Monday, November 26, 2007

Acts, Chapter 10

It's been a few days since I have written here, but such are the needs of family and friends. It is my prayer that everyone had a great holiday weekend spent in thankfulness to the One that provides everything we need. It is appropriate that we are in chapter 10 of Acts just after Thanksgiving, as we begin with a man that was very thankful for what he was given. Cornelius was a rarity in that he was a Roman Centurion who was also a devout follower of God. Because he was thankful for what God had provided he gave back praying in thankfulness and by giving to the poor. Because of this God chose him for a special type of blessing, and we will see today that he was used in a special way to further the message to the Gentiles.

In today's lesson it is important to know he was a centurion because they weren't exactly liked by the Jews. Many people in Israel viewed the Romans as occupiers and oppressors, so this story of his visit with Peter is an example of God's love and His power to change things. Today we have a lesson in God's mercy and the fact that He sent Christ to die for ALL mankind, and not just the Jews. At the time the Jews couldn't even associate with the Gentiles, but God told Peter dramatically that those old ways had passed away.

"27Talking with him, Peter went inside and found a large gathering of people. 28He said to them: "You are well aware that it is against our law for a Jew to associate with a Gentile or visit him. But God has shown me that I should not call any man impure or unclean. 29So when I was sent for, I came without raising any objection." – Acts 10:27-29

The beauty here is the breaking down of barriers that we unfortunately still put up today. Here Peter sees Cornelius not as a Gentile, but a fellow human being. Even today, in 2007 there are still some people that categorize others based on their race, religion, or creed and not by the fact they are simply another human being. This leads to exclusivity and divisiveness that is counterproductive to the gospel. When we stop seeing people for these insignificant things, we can begin to truly let the Holy Spirit work, as happens in the next few verses:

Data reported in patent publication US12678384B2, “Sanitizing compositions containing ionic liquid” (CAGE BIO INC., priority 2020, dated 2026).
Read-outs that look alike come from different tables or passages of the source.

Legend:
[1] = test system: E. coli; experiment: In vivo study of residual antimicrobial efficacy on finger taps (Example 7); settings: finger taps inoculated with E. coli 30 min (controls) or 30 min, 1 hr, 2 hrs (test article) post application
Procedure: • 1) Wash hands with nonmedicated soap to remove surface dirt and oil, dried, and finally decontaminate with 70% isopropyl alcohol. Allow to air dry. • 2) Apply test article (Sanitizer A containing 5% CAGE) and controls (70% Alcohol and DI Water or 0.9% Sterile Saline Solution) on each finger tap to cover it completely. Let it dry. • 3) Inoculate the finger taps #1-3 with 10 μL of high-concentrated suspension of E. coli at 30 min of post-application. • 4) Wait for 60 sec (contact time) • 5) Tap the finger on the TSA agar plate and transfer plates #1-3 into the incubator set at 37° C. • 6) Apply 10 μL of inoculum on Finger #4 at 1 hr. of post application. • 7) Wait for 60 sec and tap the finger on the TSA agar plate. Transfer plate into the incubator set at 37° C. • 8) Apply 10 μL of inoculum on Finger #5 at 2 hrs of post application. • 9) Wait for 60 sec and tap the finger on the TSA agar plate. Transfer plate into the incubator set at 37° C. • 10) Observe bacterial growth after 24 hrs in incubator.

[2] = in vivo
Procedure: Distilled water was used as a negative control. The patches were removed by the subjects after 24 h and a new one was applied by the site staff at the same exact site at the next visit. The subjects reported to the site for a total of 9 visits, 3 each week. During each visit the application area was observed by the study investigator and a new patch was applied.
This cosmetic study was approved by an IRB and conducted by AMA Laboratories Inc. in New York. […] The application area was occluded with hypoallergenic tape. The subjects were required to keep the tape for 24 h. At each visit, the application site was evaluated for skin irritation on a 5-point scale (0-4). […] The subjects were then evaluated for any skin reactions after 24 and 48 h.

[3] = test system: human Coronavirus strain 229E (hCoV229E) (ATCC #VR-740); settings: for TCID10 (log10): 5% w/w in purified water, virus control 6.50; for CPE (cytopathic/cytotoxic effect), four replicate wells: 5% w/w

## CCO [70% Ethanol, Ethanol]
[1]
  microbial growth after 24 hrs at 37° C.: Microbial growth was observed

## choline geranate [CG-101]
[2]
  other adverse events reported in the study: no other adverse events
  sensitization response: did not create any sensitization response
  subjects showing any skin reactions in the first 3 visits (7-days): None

"34Then Peter began to speak: "I now realize how true it is that God does not show favoritism 35but accepts men from every nation who fear him and do what is right. 36You know the message God sent to the people of Israel, telling the good news of peace through Jesus Christ, who is Lord of all. 37You know what has happened throughout Judea, beginning in Galilee after the baptism that John preached— 38how God anointed Jesus of Nazareth with the Holy Spirit and power, and how he went around doing good and healing all who were under the power of the devil, because God was with him." – Acts 10:34-38

Notice how Peter does not say, "God accepts men from just the Jews who fear Him and do what is right." He plainly states that every nation is accepted under God. It is a breaking down of barriers that were so critical in that day because the Jews did not widely accept that the Gentiles could find God's favor unless they became Jews themselves. The true power lies in the Holy Spirit, and that is a gift that can be given to everyone.

"44While Peter was still speaking these words, the Holy Spirit came on all who heard the message. 45The circumcised believers who had come with Peter were astonished that the gift of the Holy Spirit had been poured out even on the Gentiles. 46For they heard them speaking in tongues and praising God." – Acts 10:44-46.

The beauty of God's grace is amazing, and here we see that his Spirit is meant for all peoples, not just the Jews. Once again God triumphs over the ideas of man, as Peter's view of the Gentiles is totally changed. Not only that, but the Gentile converts receiving the Holy Spirit meant that the message was further sent to people who otherwise would not receive it. This is a lesson in overcoming divisiveness between people that we can still apply today.


  1. Why was important for Cornelius as a Gentile to have Peter visit him?
  2. Why would Peter need to have his mind changed to dramatically even though he already knew Christ's message?
  3. How important was it for the Holy Spirit to come over these Gentile believers?

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